What are my colleagues here at ESPN.com's horse racing section thinking? In our latest Top 10 Kentucky Derby poll American Pharoah, maybe the best 3-year-old that has come around in years, is tied for No. 1 with Dortmund. At least we have him tied for the top spot. In the NTRA poll he is No. 2 behind Dortmund. In the Louisville Courier-Journal poll he's third.
Did other voters see something in last Saturday's Rebel at Oaklawn Park that I didn't because what I saw was a scintillating performance from arguably one of the most brilliant 3 year olds to come along in a long time. Not that what he did should have come as any sort of surprise.
It was clear last year that American Pharoah was far more than just another good 2-year-old. After a disappointing debut in a maiden race when wearing blinkers, the blinkers came off and he promptly won the Del Mar Futurity and then the Front Runner, both Grade 1 races. His triumphs amounted to just two races last year as he was hurt prior to the Breeders' Cup, but he had been so impressive that he was voted 2-year-old champion over Breeders' Cup winner Texas Red.
Trainer Bob Baffert waited until the Rebel to bring his horse back to the races this year and had him primed. Though the list of opponents was not the strongest around, he destroyed the field. He won by 6-1/4 and it looked like he was out for a morning jog. Never pushed by jockey Victor Espinoza, he earned a 100 Beyer figure. He did all this despite losing a shoe.
For several voters, it was not enough to surpass Dortmund in their rankings. Also trained by Baffert, Dortmund is a very good horse, which you have to be to go 5 for 5 and win three stakes. American Pharoah is a brilliant horse. Dortmund is a grinder. He's tough and game and somehow he always has his nose in front at the wire, but nothing he does takes your breath away. I'd be shocked if he proves to be the better of the two Baffert-trained stars.
None of this means that American Pharaoh is a cinch to win the Kentucky Derby. An awful lot can go wrong between now and May 2 and in the race itself. But right now he's clearly the best 3-year-old, whether voters realize it or not.
This and That: By the way, how is it that owner Ahmed Zayat doesn't know how to spell "Pharaoh?" The inappropriately named horse Hay Oats And Water raced first-time Lasix Sunday at Gulfstream. With the Lasix, he bled and finished last That's not a mistake in the entries for Parx on Saturday. Only three jockeys are listed to ride on the entire card, all of them having one mount each. They are Ronald Hisby, Christian Olmo and Noberto Pagan. For all other horses on the card no rider has been named. The jockeys are refusing to ride over a dispute concerning insurance. To win, they'll have to stick together. If enough jockeys show up to ride, no matter how inept or inexperienced they may be, Parx will have no incentive to give the jockeys the coverage they are seeking Honor Code is going to have a huge year.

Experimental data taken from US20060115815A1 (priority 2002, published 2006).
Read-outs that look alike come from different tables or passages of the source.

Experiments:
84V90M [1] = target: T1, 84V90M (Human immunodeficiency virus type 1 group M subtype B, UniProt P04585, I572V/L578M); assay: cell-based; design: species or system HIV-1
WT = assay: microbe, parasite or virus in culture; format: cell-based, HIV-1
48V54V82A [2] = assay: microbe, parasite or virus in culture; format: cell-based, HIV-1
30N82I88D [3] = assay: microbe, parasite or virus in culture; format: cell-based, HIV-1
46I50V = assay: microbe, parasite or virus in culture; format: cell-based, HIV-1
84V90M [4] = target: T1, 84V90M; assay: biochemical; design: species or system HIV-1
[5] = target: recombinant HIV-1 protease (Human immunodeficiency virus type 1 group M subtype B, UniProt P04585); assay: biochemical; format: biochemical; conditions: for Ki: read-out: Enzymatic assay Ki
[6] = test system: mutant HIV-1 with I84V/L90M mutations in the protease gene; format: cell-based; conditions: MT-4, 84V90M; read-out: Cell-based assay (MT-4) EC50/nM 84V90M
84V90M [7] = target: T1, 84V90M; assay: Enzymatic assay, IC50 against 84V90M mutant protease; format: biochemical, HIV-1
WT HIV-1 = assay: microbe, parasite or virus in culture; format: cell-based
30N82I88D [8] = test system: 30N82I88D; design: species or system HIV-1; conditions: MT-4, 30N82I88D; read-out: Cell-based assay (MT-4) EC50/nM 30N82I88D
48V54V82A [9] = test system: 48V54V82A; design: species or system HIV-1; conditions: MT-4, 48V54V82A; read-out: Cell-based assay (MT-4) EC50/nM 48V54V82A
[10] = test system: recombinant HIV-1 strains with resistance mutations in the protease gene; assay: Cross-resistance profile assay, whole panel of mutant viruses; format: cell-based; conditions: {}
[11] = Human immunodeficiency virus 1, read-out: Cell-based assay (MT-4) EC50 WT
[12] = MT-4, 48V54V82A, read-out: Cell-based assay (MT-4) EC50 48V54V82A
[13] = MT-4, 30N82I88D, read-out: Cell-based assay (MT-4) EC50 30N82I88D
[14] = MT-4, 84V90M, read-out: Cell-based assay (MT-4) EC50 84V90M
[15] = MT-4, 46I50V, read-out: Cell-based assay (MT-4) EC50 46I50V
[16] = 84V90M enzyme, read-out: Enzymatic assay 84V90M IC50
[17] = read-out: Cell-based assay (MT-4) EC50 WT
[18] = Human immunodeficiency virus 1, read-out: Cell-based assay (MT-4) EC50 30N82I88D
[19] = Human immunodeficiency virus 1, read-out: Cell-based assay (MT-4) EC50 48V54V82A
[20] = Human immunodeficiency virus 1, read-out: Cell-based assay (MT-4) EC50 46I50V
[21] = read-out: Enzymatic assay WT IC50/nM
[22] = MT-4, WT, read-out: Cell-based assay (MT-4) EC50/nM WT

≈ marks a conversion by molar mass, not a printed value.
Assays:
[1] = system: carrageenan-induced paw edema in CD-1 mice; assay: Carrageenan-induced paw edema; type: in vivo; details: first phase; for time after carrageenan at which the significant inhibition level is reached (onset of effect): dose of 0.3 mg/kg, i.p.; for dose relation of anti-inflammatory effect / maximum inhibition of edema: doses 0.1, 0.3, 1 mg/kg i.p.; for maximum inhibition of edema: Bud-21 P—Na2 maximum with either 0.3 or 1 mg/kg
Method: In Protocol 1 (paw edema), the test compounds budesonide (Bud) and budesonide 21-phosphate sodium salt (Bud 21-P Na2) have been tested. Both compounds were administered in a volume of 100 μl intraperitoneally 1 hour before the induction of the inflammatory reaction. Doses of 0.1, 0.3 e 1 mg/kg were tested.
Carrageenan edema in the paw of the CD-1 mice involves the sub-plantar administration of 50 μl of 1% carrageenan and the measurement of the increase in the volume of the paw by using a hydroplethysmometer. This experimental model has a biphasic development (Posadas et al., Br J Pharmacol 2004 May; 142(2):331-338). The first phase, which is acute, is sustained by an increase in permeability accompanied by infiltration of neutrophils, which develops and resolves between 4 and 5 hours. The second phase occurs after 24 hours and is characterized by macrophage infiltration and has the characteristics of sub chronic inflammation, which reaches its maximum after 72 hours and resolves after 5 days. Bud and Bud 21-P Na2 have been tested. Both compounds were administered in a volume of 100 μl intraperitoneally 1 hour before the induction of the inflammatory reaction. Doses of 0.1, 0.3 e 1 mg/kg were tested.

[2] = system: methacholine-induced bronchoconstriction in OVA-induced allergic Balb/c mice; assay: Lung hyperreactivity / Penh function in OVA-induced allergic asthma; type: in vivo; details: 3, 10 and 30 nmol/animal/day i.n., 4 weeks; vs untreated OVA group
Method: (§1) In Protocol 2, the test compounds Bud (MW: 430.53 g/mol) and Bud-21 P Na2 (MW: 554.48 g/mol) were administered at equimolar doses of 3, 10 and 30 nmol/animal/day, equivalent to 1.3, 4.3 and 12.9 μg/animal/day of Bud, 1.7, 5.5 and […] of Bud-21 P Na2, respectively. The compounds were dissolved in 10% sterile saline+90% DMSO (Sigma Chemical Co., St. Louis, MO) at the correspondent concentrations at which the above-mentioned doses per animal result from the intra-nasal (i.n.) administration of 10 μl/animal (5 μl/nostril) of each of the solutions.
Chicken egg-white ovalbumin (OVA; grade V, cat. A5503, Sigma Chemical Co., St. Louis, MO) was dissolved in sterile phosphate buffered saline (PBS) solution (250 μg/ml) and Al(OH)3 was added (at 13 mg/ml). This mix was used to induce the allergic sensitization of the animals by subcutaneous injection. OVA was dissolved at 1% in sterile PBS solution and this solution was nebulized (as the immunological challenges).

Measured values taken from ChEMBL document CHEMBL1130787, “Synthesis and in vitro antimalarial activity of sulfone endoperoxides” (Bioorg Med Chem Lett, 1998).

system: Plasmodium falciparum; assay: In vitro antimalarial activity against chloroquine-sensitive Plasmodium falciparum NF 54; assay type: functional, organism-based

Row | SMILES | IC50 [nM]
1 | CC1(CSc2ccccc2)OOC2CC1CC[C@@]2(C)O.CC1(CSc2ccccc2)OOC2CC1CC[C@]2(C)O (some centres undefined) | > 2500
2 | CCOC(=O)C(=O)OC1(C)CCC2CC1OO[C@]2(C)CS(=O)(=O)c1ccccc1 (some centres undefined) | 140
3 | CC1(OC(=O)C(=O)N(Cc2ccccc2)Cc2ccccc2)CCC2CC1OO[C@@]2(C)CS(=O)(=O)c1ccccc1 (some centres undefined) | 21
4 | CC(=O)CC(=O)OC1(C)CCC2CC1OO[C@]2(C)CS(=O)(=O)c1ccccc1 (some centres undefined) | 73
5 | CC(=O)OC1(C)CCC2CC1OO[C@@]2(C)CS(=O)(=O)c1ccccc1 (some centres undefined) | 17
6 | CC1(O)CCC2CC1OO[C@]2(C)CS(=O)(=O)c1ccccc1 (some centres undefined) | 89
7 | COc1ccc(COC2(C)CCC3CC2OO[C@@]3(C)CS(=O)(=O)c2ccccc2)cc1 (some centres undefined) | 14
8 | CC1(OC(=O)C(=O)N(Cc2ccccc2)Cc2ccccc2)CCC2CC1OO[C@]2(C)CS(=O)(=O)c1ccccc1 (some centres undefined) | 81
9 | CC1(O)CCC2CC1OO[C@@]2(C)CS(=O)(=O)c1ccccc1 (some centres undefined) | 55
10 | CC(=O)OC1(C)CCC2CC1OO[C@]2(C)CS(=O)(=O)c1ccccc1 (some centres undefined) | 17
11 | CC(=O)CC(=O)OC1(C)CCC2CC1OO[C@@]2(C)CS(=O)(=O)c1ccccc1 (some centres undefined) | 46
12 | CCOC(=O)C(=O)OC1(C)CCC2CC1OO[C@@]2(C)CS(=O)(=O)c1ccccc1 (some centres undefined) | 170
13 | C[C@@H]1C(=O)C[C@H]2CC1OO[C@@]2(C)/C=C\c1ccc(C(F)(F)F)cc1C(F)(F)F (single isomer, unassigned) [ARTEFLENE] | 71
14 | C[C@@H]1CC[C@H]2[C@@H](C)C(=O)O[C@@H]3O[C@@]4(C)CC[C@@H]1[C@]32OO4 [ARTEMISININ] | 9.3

Glad to see that Woodbine, unlike other tracks, is sticking with a synthetic surface. Track officials announced last week that they are taking out the Polytrack track but are replacing it with Tapeta, which is also a synthetic track. Synthetic surface critics conveniently ignore the fact that these tracks are far safer than dirt tracks and have likely saved the lives of hundreds of horses who might have otherwise broken down.
It's great to see the Stronach team, led by Tim Ritvo, working so hard to revitalize Maryland racing. They announced earlier this week they would be investing $7 million to improve the facility at Laurel. Let's hope they pull off in the Mid-Atlantic the same sort of merger they did in Florida when taking over the Calder dates and rebranding that track Gulfstream Park West. It makes all the sense in the world for them to take over the racing operations at Delaware Park (Pimlico South?) and create a Pimlico-Delaware-Laurel circuit.